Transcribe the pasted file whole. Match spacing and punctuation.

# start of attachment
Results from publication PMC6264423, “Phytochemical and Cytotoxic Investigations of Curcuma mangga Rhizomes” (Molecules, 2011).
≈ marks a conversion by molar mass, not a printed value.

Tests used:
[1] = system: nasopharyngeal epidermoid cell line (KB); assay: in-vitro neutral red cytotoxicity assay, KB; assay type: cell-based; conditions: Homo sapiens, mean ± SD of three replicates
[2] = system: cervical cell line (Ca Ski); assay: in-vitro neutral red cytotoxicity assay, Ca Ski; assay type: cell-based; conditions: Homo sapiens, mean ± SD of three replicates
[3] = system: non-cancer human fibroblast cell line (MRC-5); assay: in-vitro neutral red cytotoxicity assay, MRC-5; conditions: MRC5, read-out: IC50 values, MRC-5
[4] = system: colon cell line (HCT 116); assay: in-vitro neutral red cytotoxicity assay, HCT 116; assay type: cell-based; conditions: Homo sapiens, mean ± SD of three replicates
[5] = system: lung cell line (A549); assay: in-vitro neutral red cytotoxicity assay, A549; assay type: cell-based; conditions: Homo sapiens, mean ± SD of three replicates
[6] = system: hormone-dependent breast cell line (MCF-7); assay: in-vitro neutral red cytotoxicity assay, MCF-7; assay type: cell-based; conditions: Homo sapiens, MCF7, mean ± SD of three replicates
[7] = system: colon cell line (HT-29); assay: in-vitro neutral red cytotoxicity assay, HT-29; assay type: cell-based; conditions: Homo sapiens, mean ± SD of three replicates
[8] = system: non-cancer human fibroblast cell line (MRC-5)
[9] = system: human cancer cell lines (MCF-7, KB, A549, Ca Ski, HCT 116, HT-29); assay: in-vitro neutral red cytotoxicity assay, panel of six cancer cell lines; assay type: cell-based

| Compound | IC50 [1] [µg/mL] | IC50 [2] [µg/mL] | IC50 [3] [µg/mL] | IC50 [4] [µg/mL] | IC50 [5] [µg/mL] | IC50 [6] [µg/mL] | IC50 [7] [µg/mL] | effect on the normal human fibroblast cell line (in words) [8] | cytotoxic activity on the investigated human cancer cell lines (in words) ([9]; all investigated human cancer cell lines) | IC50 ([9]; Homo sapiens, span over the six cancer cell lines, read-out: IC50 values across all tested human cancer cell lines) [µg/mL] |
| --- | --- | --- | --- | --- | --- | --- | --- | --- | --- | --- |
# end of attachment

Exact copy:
Results from publication PMC6264423, “Phytochemical and Cytotoxic Investigations of Curcuma mangga Rhizomes” (Molecules, 2011).
≈ marks a conversion by molar mass, not a printed value.

Tests used:
[1] = system: nasopharyngeal epidermoid cell line (KB); assay: in-vitro neutral red cytotoxicity assay, KB; assay type: cell-based; conditions: Homo sapiens, mean ± SD of three replicates
[2] = system: cervical cell line (Ca Ski); assay: in-vitro neutral red cytotoxicity assay, Ca Ski; assay type: cell-based; conditions: Homo sapiens, mean ± SD of three replicates
[3] = system: non-cancer human fibroblast cell line (MRC-5); assay: in-vitro neutral red cytotoxicity assay, MRC-5; conditions: MRC5, read-out: IC50 values, MRC-5
[4] = system: colon cell line (HCT 116); assay: in-vitro neutral red cytotoxicity assay, HCT 116; assay type: cell-based; conditions: Homo sapiens, mean ± SD of three replicates
[5] = system: lung cell line (A549); assay: in-vitro neutral red cytotoxicity assay, A549; assay type: cell-based; conditions: Homo sapiens, mean ± SD of three replicates
[6] = system: hormone-dependent breast cell line (MCF-7); assay: in-vitro neutral red cytotoxicity assay, MCF-7; assay type: cell-based; conditions: Homo sapiens, MCF7, mean ± SD of three replicates
[7] = system: colon cell line (HT-29); assay: in-vitro neutral red cytotoxicity assay, HT-29; assay type: cell-based; conditions: Homo sapiens, mean ± SD of three replicates
[8] = system: non-cancer human fibroblast cell line (MRC-5)
[9] = system: human cancer cell lines (MCF-7, KB, A549, Ca Ski, HCT 116, HT-29); assay: in-vitro neutral red cytotoxicity assay, panel of six cancer cell lines; assay type: cell-based

| Compound | IC50 [1] [µg/mL] | IC50 [2] [µg/mL] | IC50 [3] [µg/mL] | IC50 [4] [µg/mL] | IC50 [5] [µg/mL] | IC50 [6] [µg/mL] | IC50 [7] [µg/mL] | effect on the normal human fibroblast cell line (in words) [8] | cytotoxic activity on the investigated human cancer cell lines (in words) ([9]; all investigated human cancer cell lines) | IC50 ([9]; Homo sapiens, span over the six cancer cell lines, read-out: IC50 values across all tested human cancer cell lines) [µg/mL] |
| --- | --- | --- | --- | --- | --- | --- | --- | --- | --- | --- |